Your manufacturing or distribution enterprise uses semiconductors, conductors, and insulators daily. You probably ordered dozens, if not hundreds, of these electronic components in the past.
But what exactly are they, and what are the main differences between the three accessories?
Depending on your supply chain management (SCM) role, your familiarity with these complex electronic parts might be a bit vague – then again, you could know them like the back of your hand. Engineers and designers, for example, are usually more knowledgeable about semiconductors, conductors, and insulators than sourcing professionals.
Regardless of how you contribute to your company’s SCM process, it helps to know the differences between each part.
Distinguishing Characteristics: It’s (Mostly) About Conductivity
Before discussing what distinguishes semiconductors, conductors, and insulators from each other, let’s discuss the concept of conductivity. Simply put, conductivity is the degree to which electronic parts, materials, and other substances promote the free flow of electricity. The more a material allows electric current to flow through it, the more “conductive” it is. Conversely, the more restrictive a material is to electric current, the more“resistive” it is.
In the world of conductivity and resistivity, think of two common materials: metal and rubber. While metal is one of the most (if not the most) conductive elements in the world, rubber is known as a primary example of a resistive material.
To understand conductivity better, the type of metal used for conductivity (silver, mercury, steel, iron, etc.) helps refine and customize the electronic components that comprise any conductor – but more on metals in a moment.
Let’s apply these principles to semiconductors, conductors, and insulators:
- Most conductive: Conductor (it’s in the name)
- Partially conductive: Semiconductor
- Least conductive: Insulator
Keep conductivity in mind with these three electronic parts, and your understanding of each will click. To further familiarize yourself with these components, let’s look at some common examples.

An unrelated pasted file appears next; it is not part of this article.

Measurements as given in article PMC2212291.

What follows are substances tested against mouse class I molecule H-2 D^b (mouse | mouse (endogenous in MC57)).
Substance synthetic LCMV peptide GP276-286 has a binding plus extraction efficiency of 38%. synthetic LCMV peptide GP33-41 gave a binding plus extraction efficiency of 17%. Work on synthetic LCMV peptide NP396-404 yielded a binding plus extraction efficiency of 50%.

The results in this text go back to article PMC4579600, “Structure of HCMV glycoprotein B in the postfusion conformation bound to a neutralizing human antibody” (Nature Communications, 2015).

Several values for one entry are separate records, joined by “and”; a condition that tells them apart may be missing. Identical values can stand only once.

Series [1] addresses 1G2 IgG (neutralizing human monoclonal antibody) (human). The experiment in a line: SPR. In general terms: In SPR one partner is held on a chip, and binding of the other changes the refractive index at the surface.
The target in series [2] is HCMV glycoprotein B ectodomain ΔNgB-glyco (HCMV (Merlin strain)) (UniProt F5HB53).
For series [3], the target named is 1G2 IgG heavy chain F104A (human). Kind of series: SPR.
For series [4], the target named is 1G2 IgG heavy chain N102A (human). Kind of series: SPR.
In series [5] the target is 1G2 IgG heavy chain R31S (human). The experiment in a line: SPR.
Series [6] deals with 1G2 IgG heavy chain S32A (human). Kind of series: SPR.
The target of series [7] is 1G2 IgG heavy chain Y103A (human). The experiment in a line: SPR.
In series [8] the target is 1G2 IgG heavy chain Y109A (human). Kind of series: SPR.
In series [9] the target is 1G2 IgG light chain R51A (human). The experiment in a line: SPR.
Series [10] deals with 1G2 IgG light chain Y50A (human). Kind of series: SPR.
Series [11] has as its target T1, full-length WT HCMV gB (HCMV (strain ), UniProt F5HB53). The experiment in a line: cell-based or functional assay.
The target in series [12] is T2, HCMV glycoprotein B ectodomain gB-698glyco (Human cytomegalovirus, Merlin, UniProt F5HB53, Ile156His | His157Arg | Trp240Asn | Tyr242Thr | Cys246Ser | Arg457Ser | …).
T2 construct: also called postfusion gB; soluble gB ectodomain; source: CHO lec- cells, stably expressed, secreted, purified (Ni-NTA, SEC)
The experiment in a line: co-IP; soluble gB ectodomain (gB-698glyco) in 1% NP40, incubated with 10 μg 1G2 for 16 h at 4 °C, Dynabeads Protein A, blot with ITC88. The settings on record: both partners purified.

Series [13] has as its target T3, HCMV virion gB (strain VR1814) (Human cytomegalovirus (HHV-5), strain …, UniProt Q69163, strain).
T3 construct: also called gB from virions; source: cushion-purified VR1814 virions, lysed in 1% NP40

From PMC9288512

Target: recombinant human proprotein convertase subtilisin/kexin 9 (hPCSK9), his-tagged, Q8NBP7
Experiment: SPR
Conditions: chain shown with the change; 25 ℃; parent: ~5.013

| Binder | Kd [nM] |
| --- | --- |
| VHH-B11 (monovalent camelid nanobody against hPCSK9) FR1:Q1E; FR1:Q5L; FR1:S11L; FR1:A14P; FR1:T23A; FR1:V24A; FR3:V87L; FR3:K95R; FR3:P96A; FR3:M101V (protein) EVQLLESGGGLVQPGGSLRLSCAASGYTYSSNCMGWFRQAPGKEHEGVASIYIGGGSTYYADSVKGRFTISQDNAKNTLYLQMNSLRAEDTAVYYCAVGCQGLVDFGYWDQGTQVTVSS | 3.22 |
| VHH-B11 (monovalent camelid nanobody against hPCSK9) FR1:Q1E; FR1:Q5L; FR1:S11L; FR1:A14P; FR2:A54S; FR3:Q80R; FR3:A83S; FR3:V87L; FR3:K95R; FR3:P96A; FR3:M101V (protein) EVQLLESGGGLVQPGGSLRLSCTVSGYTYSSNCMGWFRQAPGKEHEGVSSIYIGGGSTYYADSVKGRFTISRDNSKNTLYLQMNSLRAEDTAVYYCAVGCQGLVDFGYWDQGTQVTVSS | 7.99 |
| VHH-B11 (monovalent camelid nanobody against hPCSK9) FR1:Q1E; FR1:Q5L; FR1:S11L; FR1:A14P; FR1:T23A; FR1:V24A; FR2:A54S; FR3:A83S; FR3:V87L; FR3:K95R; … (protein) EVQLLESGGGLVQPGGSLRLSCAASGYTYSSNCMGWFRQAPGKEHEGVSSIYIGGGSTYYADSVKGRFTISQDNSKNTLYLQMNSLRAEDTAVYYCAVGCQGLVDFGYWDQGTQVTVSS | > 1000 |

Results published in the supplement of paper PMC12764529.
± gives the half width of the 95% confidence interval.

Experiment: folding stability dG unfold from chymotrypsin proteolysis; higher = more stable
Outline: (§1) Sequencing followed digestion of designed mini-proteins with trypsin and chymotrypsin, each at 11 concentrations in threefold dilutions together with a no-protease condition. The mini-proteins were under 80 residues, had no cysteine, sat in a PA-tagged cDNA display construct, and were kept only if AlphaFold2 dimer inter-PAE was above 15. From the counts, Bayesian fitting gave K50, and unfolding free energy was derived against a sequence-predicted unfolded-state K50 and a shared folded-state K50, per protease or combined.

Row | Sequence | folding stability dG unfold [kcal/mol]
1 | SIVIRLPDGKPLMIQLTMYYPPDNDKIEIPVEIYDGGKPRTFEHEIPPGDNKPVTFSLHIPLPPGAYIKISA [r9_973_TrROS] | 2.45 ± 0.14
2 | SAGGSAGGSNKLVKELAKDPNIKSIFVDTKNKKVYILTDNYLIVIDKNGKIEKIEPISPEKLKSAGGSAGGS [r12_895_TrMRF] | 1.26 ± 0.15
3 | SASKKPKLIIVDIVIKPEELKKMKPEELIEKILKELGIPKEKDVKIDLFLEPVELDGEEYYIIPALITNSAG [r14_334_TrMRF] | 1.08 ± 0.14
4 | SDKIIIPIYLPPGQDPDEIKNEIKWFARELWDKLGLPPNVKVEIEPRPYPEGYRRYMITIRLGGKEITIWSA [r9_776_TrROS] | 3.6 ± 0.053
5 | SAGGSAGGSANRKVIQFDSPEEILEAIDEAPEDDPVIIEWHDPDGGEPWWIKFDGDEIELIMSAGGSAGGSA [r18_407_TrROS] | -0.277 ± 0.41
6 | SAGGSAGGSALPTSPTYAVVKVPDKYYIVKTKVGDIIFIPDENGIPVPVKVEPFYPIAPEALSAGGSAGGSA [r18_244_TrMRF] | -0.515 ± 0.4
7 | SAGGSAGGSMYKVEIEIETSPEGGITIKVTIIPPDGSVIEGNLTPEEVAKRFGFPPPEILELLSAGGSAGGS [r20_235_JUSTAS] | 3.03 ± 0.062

You already know metals are a conductive material. The best conductors are common metals like copper, aluminum, steel, iron, alloys, silver, and other varieties. Other prime conductors include graphite, mercury, and even so-called “dirty water,” as opposed to pure water. That’s why you should never have an electrical appliance plugged in next to your bathtub – if the device comes in contact with the water, that tub would be more like a skillet or microwave!
Early scientists identified conductors and insulators with relative ease. It was only in the mid-20th century, when the integrated circuit was invented by William Shockley, Robert Noyce, and others, that the term “semiconductor” came into existence. Semiconductor materials include elemental substances like carbon, germanium, boron, and the most famous material of all, silicon. That’s how the world’s leading tech center, Silicon Valley, got its name. That computer you used at work or the smartphone you can’t do without? They’re both powered by semiconductors with millions of circuits and transistors, all comprised of silicon.
While conductors and semiconductors are made of harder to find materials and substances, insulators include everyday household items like glass, rubber, lumber, fiberglass, plastic, ceramic, and even air. Insulators are used to minimize electrical current distortion, protect against electrocution, and plenty of other common applications.
And there you have it: With a thorough overview of conductivity and common materials, it’s easier than you think to discern and distinguish what makes semiconductors, conductors, and insulators different – and also more interesting.
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